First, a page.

LEPOSAVIC, Kosovo (Reuters) – NATO peacekeeping soldiers formed security cordons around four town halls in Kosovo on Monday to keep back Serbs protesting at ethnic Albanian mayors taking office in a Serb majority area after elections they boycotted. In Zvecan, one of the towns, Kosovo state police – staffed entirely by ethnic Albanians after all […]
NATO peacekeepers secure Kosovo town halls in standoff with Serb protesters
LEPOSAVIC, Kosovo (Reuters) – NATO peacekeeping soldiers formed security cordons around four town halls in Kosovo on Monday to keep back Serbs protesting at ethnic Albanian mayors taking office in a Serb majority area after elections they boycotted.
In Zvecan, one of the towns, Kosovo state police – staffed entirely by ethnic Albanians after all Serbs quit the force last year – sprayed pepper gas to repel a crowd of Serbs who broke through a security barricade and tried to force their way into the municipality building, witnesses said.
In Leposavic, close to the border with Serbia, U.S. peacekeeping troops in anti-riot gear placed barbed wire around the municipality building to protect it from hundreds of angry Serbs gathering nearby.
“This morning, the NATO-led KFOR mission has increased its presence in four municipalities of northern Kosovo following the latest developments in the area,” a KFOR statement said.
“In line with its mandate, KFOR is ready to take all necessary actions to ensure a safe environment in a neutral and impartial manner,” it said, adding that KFOR’s commander was in close contact with the security organs of Kosovo and Serbia.
KFOR troops also acted to protect the town halls in Zubin Potok and North Mitrovica from possible threats.
Serbs, who form a majority in Kosovo’s north, have never accepted its 2008 declaration of independence from Serbia and still see Belgrade as their capital more than two decades after the Kosovo Albanian uprising against repressive Serbian rule.
Serbia has also refused to recognise an independent Kosovo.
WESTERN POWERS REBUKE KOSOVO OVER TENSIONS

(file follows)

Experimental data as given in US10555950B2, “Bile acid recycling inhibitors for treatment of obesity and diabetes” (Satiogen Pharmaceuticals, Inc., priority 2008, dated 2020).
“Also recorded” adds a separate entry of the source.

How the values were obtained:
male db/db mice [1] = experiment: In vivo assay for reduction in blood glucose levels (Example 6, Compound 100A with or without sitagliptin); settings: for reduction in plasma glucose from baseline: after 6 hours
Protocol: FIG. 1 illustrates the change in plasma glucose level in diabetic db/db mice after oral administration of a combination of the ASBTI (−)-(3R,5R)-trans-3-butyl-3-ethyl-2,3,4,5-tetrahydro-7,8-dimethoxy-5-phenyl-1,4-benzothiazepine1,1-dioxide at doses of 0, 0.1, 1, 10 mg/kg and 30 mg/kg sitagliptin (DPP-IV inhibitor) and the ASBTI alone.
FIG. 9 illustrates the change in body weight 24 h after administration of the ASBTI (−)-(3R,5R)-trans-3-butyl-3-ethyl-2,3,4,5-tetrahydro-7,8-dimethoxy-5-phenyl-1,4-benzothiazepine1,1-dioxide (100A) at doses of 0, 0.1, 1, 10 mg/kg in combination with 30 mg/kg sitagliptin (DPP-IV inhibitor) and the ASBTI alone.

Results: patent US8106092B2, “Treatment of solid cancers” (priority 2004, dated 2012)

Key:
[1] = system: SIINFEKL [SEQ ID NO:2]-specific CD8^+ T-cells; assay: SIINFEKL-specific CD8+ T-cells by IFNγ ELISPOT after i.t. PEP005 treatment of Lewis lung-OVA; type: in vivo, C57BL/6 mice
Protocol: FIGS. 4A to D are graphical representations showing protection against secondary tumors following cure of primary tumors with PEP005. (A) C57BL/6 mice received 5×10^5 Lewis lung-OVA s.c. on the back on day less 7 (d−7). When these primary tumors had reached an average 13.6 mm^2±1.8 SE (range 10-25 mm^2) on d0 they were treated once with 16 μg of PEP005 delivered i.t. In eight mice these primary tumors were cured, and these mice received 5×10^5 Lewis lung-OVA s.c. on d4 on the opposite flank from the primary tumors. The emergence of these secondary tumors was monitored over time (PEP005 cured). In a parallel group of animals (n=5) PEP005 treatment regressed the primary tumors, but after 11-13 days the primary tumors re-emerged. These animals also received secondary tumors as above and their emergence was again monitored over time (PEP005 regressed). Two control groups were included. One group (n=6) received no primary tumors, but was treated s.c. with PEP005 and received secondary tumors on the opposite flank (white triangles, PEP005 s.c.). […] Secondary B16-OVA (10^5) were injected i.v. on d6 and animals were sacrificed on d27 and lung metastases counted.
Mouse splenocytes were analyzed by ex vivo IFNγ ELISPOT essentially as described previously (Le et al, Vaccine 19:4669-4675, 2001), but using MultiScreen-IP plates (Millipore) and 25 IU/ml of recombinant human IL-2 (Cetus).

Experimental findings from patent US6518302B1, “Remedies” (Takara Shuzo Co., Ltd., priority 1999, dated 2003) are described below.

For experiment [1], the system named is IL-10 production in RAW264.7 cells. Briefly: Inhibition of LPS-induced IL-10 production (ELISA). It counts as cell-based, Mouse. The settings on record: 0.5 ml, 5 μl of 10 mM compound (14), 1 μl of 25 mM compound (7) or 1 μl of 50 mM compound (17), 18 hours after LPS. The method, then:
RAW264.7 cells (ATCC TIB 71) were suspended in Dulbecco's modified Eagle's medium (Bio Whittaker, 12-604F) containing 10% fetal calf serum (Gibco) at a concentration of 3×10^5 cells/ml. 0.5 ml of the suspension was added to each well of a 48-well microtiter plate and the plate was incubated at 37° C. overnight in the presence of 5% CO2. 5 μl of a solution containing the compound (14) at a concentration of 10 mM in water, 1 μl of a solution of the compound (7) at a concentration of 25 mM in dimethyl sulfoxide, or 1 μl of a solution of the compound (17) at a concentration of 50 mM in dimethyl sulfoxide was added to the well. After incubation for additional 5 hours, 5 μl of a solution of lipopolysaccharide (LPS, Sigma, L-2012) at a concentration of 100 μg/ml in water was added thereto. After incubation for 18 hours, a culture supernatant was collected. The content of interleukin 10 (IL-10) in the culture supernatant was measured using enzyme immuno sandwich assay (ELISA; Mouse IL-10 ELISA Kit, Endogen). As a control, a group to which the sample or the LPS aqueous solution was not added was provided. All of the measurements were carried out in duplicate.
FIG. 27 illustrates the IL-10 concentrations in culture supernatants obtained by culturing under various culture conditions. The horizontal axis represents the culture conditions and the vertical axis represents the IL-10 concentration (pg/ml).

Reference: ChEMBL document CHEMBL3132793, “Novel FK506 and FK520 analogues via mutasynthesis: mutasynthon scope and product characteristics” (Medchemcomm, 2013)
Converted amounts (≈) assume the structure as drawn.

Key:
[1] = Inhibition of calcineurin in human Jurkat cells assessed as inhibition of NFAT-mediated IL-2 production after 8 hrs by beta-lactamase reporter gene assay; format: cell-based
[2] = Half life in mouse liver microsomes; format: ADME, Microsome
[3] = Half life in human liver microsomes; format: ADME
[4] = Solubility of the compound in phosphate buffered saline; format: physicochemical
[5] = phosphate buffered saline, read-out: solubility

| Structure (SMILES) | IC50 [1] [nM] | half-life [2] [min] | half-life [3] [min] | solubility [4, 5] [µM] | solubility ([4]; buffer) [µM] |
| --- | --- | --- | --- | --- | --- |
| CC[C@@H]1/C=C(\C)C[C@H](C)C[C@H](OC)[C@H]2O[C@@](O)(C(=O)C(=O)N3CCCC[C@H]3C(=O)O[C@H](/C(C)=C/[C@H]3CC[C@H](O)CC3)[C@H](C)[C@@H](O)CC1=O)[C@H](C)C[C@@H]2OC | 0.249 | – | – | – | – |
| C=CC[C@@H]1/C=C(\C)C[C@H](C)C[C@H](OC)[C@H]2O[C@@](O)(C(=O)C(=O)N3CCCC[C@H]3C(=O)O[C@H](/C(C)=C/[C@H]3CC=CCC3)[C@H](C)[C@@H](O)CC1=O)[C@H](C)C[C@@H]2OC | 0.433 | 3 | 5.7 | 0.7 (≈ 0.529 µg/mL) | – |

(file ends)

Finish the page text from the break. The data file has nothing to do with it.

Ethnic Albanians make up more than 90% of the population in Kosovo as a whole, but northern Serbs demand the implementation of a decade-old EU-brokered deal for the creation of an association of autonomous municipalities in their area.
Serbs refused to take part in local elections in April and ethnic Albanian candidates won the mayoralties in four Serb-majority municipalities with a 3.5% turnout.
Serbs have called on the Kosovo government to remove ethnic Albanian mayors from town halls and allow local administrations financed by Belgrade return to their duties.
On Friday, three out of four mayors were escorted into their offices by Kosovo police, who were pelted with rocks and responded with tear gas and water cannon to disperse the protesters.
The United States and its allies, who have strongly backed Kosovo’s independence, rebuked Pristina on Friday for escalating tensions with Serbia, saying the use of force to install mayors in majority Serb areas undercut efforts to normalise relations.
On Sunday NATO Secretary General Jens Stoltenberg called on the Kosovo government to tone down tensions with Serbia. “Pristina must de-escalate & not take unilateral, destabilising steps,” Stoltenberg said in a tweet.
After a phone call with EU foreign policy chief Josep Borrell, Kosovo Prime Minister Albin Kurti tweeted: “Emphasized that elected mayors will provide services to all citizens.”
But Serbian Foreign Minister Ivica Dacic told RTS state television it was “not possible to have mayors who have not been elected by Serbs in Serb-majority municipalities”.
NATO peacekeepers deployed in Kosovo after the alliance’s 1999 bombing campaign that drove Serbian security forces out of Serbia’s then-southern province, ending a brutal counter-insurgency campaign.
(Reporting by Fatos Bytici; writing by Ivana Sekularac; editing by Mark Heinrich)